3.1 The mass communication media are instrumental to 'the origin and spread of nationalism', as they enable people to imagine nationhood and develop nationalistic sentiments (Anderson 1983). In the case of the Olympics, as discussed above, the media fuel nationalistic sentiments. However, audiences are not merely passive message recipients, but interact with, and influence the outlook of, the media. The success of media organisations, regardless of whether they are commercially or publically funded, is likely to be measured by TV ratings or newspaper sales. To increase ratings/sales, the media have to tailor their content to audience tastes and make their coverage appealing to audiences. Wenner and Gantz (1989) found that, the top motivation for watching sports was to see the fate of their favourite team unfold, accompanied by the compelling drama and tension that sports provide. The favourite team in the context of the Olympics is likely to be the national one. We saw during the London Olympics that Team GB was the most supported team as the majority of the audiences in the scenes were British. Hannan (2012) observed:
Watching the first event, the men's cycling road race, in Surrey, I sensed that something had changed. Every house along the route was draped with Union flags. The people in front of those houses were cheerfully handing round drinks and sandwiches to strangers, united by the warm feeling that they were all hoping for the same thing.
He pointed out that supporting Team GB served to bring 'British patriotism back into fashion'. Although consisting of four nations: England, Scotland, Wales, and Northern Ireland, the UK is also one united nation-state. As such, 'British patriotism' can be argued to be a form of nationalism, and it can be said that the Olympic Games whip up strong nationalistic sentiments.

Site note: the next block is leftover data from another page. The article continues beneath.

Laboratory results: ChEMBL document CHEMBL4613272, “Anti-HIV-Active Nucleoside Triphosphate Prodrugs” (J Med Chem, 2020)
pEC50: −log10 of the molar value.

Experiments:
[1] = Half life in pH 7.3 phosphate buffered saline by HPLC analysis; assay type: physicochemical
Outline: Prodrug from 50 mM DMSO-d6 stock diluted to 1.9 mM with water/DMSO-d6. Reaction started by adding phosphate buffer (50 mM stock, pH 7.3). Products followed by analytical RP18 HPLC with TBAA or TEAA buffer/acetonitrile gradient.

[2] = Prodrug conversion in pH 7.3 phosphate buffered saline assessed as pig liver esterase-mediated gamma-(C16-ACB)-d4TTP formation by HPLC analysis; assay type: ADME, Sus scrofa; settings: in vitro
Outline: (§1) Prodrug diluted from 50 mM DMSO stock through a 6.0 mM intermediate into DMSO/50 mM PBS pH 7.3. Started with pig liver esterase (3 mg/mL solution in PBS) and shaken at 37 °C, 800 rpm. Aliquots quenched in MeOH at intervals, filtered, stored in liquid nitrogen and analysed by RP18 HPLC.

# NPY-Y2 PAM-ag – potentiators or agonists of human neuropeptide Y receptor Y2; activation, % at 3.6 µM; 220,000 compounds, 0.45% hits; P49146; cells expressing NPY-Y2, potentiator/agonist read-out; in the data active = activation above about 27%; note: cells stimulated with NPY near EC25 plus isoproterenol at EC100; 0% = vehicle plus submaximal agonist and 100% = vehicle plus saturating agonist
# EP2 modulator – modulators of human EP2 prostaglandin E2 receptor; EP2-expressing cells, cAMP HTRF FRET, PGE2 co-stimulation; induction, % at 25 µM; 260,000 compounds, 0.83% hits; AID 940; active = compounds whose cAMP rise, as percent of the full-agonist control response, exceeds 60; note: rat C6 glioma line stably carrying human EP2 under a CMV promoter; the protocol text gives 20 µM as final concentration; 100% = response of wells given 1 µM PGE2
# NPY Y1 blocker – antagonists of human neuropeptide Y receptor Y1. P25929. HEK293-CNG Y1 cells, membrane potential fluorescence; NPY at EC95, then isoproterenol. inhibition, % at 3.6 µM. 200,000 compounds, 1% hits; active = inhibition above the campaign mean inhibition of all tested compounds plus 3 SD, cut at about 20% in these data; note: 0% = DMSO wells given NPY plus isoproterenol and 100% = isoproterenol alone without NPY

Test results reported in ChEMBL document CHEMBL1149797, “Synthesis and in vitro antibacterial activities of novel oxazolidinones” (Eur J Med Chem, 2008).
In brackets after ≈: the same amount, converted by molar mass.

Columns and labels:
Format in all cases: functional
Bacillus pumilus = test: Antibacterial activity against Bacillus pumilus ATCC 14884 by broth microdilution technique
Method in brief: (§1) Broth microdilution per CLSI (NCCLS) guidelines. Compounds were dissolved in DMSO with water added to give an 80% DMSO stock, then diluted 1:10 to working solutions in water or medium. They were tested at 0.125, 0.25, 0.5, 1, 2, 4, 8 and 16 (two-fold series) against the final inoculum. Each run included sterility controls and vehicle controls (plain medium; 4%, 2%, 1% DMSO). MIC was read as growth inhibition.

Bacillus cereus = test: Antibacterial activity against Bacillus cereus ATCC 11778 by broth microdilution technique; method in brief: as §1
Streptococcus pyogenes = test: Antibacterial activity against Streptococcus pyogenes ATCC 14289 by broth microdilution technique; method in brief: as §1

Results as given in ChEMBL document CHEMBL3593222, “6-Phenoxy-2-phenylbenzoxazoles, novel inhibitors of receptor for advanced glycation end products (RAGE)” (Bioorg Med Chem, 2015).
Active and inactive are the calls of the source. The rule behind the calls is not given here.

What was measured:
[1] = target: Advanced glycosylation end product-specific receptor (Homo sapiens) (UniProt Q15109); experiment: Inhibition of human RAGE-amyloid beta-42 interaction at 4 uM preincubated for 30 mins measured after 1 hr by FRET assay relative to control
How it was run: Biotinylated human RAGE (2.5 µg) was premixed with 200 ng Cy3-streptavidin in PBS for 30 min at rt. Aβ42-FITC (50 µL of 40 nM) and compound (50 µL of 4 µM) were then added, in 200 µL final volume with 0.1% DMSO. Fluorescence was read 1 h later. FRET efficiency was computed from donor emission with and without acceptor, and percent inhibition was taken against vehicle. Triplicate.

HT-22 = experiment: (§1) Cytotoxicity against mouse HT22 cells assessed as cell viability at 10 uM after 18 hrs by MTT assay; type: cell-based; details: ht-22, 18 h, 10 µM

3.2 Audience support gave an advantage to home athletes and contributed to the success of Team GB at the London Olympics. Unsurprisingly, each time a Team GB medallist was interviewed after the game he/she never failed to acknowledge the incredible support from the (home) audience. For example, after winning the gold, Andy Murray said (Mitchell 2012), 'This week has been incredible so far – I've had a lot of fun, the support has been amazing. All of the events I've watched, the support has been amazing.' Though outnumbered by British audience, we also saw spectators from other countries. Unsurprisingly, American spectators waved the star-spangled flags and Japanese spectators cheered when their athletes were introduced.

3.3 Therefore, to increase ratings broadcasters naturally highlight the 'home' country. In other words, they capitalise on nationalistic sentiments in order to capture and maintain a strong viewer base. This is very important for the broadcasters, as buying the right to broadcast the games is costly. For example, NBC paid a staggering $1.181 billion for the exclusive right to broadcast the London Olympics in the US (Whannel 2005). The willingness to pay such a vast sum is due to the belief that such coverage would increase significantly the ratings and thus the advertising revenue. It is therefore reasonable to expect that broadcasters would cover aspects of the games perceived to be of utmost interest to the home audiences. Media houses conduct extensive market research to find out their target audiences' preferences in order to appropriately focus their event coverage (Billings 2008). Furthermore the broadcasters as part of the national audience themselves (Ross 2012), well appreciate the fact that national TV audiences want to watch games involving home athletes (Billings 2008). Being audience themselves, broadcasting commentators understandably often serve as cheerleaders for the home team and help to whip up excitement and support. This was most vividly shown when Mo Farah was about to win his second gold medal and the BBC commentators could not help jumping for joy.[2]